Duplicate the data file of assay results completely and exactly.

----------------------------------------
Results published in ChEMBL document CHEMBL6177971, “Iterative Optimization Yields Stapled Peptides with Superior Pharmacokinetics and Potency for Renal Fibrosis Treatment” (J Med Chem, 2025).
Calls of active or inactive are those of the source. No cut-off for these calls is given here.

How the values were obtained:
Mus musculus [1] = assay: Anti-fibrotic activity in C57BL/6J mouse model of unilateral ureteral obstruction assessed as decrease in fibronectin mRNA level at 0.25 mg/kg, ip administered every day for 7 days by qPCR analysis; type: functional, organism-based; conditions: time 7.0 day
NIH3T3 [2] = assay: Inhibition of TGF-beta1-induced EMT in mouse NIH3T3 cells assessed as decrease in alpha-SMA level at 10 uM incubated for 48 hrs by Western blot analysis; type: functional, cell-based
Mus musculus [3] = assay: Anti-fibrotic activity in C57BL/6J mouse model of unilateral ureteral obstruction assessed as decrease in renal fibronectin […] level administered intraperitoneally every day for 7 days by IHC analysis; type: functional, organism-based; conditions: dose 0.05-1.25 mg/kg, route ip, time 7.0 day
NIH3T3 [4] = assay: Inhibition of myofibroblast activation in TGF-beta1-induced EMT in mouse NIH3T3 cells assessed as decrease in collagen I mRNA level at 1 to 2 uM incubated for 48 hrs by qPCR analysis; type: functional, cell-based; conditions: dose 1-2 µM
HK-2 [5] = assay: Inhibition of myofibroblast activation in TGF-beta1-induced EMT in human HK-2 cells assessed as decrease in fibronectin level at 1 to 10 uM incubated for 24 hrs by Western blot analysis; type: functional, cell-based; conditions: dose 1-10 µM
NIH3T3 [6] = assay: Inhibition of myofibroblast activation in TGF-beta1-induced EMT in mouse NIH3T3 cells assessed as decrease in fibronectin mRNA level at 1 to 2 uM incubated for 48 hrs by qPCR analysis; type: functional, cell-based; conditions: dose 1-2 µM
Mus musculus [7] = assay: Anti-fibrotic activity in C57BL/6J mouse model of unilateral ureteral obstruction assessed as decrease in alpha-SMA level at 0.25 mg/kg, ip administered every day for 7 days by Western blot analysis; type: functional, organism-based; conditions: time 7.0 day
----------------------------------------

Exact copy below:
Results published in ChEMBL document CHEMBL6177971, “Iterative Optimization Yields Stapled Peptides with Superior Pharmacokinetics and Potency for Renal Fibrosis Treatment” (J Med Chem, 2025).
Calls of active or inactive are those of the source. No cut-off for these calls is given here.

How the values were obtained:
Mus musculus [1] = assay: Anti-fibrotic activity in C57BL/6J mouse model of unilateral ureteral obstruction assessed as decrease in fibronectin mRNA level at 0.25 mg/kg, ip administered every day for 7 days by qPCR analysis; type: functional, organism-based; conditions: time 7.0 day
NIH3T3 [2] = assay: Inhibition of TGF-beta1-induced EMT in mouse NIH3T3 cells assessed as decrease in alpha-SMA level at 10 uM incubated for 48 hrs by Western blot analysis; type: functional, cell-based
Mus musculus [3] = assay: Anti-fibrotic activity in C57BL/6J mouse model of unilateral ureteral obstruction assessed as decrease in renal fibronectin […] level administered intraperitoneally every day for 7 days by IHC analysis; type: functional, organism-based; conditions: dose 0.05-1.25 mg/kg, route ip, time 7.0 day
NIH3T3 [4] = assay: Inhibition of myofibroblast activation in TGF-beta1-induced EMT in mouse NIH3T3 cells assessed as decrease in collagen I mRNA level at 1 to 2 uM incubated for 48 hrs by qPCR analysis; type: functional, cell-based; conditions: dose 1-2 µM
HK-2 [5] = assay: Inhibition of myofibroblast activation in TGF-beta1-induced EMT in human HK-2 cells assessed as decrease in fibronectin level at 1 to 10 uM incubated for 24 hrs by Western blot analysis; type: functional, cell-based; conditions: dose 1-10 µM
NIH3T3 [6] = assay: Inhibition of myofibroblast activation in TGF-beta1-induced EMT in mouse NIH3T3 cells assessed as decrease in fibronectin mRNA level at 1 to 2 uM incubated for 48 hrs by qPCR analysis; type: functional, cell-based; conditions: dose 1-2 µM
Mus musculus [7] = assay: Anti-fibrotic activity in C57BL/6J mouse model of unilateral ureteral obstruction assessed as decrease in alpha-SMA level at 0.25 mg/kg, ip administered every day for 7 days by Western blot analysis; type: functional, organism-based; conditions: time 7.0 day